A hybrid wind, solar, battery and gas microgrid being built to power a Western Australian gold mine has won backing from the Australian Renewable Energy Agency.
ARENA will provide $13.5 million in funding towards the “Australia-first” project that is being built to power the Agnew Gold Mine, owned by a subsidiary of the South Africa-based Gold Fields Group.
The hybrid microgrid will combine a five-turbine, 18MW wind farm with a 10,000-panel, 4MW solar farm and a 13MW/4MWh battery system (BESS), underpinned by a 16MW gas engine power station, and back-up diesel. The all-up cost, including gas and diesel and pipeline, is $112 million.
In a statement on Wednesday, ARENA said the project would mark the first time the Australian mining sector has used wind generation as part of a large hybrid microgrid.
That said, a strikingly similar remote hybrid renewables project – although this one grid-connected – was also tapped for funding by ARENA on Wednesday.
That project, which is combining refurbished (second-hand) wind turbines, with solar and battery storage to power a garnet mine near Kalbarri, is due to be completed by the end of this year.
The Gold Fields project at Agnew – due for completion in 2020, the solar is already installed – is being designed, built and will be owned and operated under a 10-year contract by distributed energy outfit EDL.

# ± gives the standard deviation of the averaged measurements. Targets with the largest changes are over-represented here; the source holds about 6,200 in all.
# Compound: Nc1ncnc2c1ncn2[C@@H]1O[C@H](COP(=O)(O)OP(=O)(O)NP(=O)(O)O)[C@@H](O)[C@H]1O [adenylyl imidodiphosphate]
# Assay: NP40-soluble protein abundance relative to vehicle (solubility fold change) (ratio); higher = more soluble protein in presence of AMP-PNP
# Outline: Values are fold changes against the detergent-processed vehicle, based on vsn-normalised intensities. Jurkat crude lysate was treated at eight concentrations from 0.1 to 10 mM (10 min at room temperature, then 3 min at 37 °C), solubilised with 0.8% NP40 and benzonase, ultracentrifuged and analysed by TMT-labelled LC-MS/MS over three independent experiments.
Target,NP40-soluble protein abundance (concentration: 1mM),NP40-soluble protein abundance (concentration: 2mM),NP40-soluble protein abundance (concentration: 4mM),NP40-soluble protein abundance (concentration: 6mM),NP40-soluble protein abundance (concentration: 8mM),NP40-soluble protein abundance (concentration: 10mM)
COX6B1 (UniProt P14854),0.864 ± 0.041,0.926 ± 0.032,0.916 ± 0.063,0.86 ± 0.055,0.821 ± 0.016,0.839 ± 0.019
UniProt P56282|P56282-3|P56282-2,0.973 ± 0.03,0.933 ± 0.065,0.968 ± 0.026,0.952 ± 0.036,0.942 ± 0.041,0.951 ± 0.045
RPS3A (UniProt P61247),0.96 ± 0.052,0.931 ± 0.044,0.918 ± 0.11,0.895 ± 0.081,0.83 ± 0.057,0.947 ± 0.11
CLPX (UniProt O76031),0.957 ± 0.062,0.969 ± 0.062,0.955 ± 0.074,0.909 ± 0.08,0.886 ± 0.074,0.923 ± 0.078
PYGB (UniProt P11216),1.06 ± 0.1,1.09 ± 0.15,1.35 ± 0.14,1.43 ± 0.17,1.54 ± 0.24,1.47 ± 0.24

The combination of wind, solar and battery is expected to provide the mine with up to 60 per cent of its energy requirements, and – at times – will meet all of its power needs with renewables.
Gold Fields has also committed to use innovative operational practices including dynamic load shedding, renewable resource forecasting and IPP-controlled load management to maximise the use of renewables while ensuring system security.
“The project Gold Fields is undertaking will provide a blueprint for other companies to deploy similar off-grid energy solutions and demonstrate a pathway for commercialisation, helping to decarbonise the mining and resources sector,” said ARENA chief Darren Miller in a statement.
“We’re excited to see more mining companies taking up renewable options and Gold Fields’ project comprising solar, wind and battery is helping to position into a more reliable and sustainable energy supply to call upon for the life of the mine.”
Gold Fields vice president of operations Graeme Owens told the Energy and Mines conference in Perth the company was looking to add more renewables and more storage at its operations, to save costs and cut emissions.
EDL – which owns and operates the award-nominated Coober Pedy Renewable Hybrid Project, which has at times taken the remote opal mining town in South Australia to 100% renewables (once for a period of 81 hours straight) – said it had seen increasing momentum towards hybrid energy solutions, particularly in remote off-grid locations.
“This project represents a major step in Australia’s journey to sustainable energy and EDL is pleased to be an active contributor in this transition,” said EDL CEO James Harman in comments.
“We have leveraged learnings from demonstrated success in other hybrid renewable projects, which will enable us to provide Agnew Gold Mine with greater than 50 per cent renewable energy over the long term, without compromising power quality or reliability.”
For Gold Fields, the Agnew hybrid microgrid project is about maximising energy security while also minimising energy costs, and cutting the company’s carbon footprint.
EDL is delivering the project in two stages: Stage 1, due to be completed this year, is the new off-grid 23MW power station incorporating 16MW gas and 3MW diesel generation and 4MW solar PV.
Stage 2 includes the wind component (18MW), the battery and an advanced micro-grid control system, with construction recently started and due for completion in 2020.